Our journey to Wadi Rum began in Petra, where an unfortunate initial choice of accommodation and an incredibly fortunate choice of travelling companions found four of us crammed into a small taxi heading for the two-hour journey to the Wadi Rum visitor centre. We paid 30JD ($60 AUD) for the trip, which is a fair price, particularly given the need to haggle over taxi fares in Jordan.

Ash and Dan with Jeanine and Susan, our Dutch friends, sitting in a Jeep in a canyon on Wadi Rum

We were met in the car-park by a young driver, and piled into the open tray of a jeep which took off into the desert at a blistering pace. The driver seemed to take pleasure in hurtling over the dunes and taking unnecessarily sharp turns at 90kph, leaving the four of us bouncing and laughing in exhilaration and at times genuine terror. Honestly it was impressive the driver was able to navigate to our campsite; there were no distinct roads, and the further into the desert we drove the more disorienting the mesas and sandy hills became.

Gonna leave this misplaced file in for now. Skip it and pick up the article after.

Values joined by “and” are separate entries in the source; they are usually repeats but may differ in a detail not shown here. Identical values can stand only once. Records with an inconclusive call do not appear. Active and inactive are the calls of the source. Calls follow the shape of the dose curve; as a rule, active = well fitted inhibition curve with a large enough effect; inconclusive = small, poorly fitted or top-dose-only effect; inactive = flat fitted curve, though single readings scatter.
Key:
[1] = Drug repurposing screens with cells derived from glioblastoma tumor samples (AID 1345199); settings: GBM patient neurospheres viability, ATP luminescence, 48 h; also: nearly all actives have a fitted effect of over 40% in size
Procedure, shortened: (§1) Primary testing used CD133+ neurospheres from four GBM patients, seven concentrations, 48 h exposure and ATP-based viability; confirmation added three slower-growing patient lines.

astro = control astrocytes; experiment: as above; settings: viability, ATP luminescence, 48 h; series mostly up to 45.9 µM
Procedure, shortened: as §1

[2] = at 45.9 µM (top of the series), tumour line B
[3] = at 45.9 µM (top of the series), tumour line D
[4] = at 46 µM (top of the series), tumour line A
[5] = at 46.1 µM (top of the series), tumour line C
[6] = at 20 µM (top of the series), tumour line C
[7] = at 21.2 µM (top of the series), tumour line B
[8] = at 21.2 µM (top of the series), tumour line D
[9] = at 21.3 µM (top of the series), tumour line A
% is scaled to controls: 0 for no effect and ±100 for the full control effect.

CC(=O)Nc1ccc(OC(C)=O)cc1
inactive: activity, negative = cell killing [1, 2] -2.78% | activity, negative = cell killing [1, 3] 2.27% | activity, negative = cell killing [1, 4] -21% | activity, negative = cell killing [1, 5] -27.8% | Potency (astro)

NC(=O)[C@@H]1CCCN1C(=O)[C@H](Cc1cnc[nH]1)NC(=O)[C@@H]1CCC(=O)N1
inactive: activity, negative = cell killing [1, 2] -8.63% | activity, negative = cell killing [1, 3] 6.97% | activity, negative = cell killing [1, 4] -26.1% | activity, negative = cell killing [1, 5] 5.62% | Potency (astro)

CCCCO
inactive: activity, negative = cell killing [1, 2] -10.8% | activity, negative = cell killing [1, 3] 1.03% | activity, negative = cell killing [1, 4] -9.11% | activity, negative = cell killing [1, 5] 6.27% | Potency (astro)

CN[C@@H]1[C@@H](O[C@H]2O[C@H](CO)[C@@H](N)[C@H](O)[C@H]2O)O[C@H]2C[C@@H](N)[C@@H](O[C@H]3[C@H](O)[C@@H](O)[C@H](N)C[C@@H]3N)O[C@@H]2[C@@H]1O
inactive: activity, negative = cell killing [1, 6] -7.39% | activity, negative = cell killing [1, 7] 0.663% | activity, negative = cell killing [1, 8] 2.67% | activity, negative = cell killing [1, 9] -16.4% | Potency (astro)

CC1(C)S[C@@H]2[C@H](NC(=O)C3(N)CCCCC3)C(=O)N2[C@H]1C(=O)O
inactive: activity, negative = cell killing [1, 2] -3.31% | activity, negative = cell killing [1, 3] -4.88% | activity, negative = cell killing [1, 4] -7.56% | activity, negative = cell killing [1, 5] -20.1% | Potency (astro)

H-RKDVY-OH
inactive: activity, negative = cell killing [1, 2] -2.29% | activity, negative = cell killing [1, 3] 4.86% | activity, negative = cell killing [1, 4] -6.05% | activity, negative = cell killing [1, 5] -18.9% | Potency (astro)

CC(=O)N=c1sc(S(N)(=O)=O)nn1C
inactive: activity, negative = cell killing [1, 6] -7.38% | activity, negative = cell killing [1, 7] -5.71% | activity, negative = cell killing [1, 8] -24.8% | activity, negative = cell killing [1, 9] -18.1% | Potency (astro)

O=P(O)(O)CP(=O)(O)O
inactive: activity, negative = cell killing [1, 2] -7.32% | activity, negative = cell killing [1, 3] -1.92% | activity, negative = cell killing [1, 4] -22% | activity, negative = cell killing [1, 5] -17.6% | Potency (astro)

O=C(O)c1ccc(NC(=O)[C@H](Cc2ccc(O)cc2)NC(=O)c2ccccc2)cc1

There are dozens of campsites throughout Wadi Rum, though the size of the 720 km² valley means that you will never see another from your own accommodation, adding to the sense of solitude. Additionally each campsite and tour are run by the traditional owners of Wadi Rum, the Bedouins, who have inhabited the region for over 12,000 years. Tourism has overtaken herding as the Bedouins primary source of income, but they still hold true to their traditional customs of dress, music and food.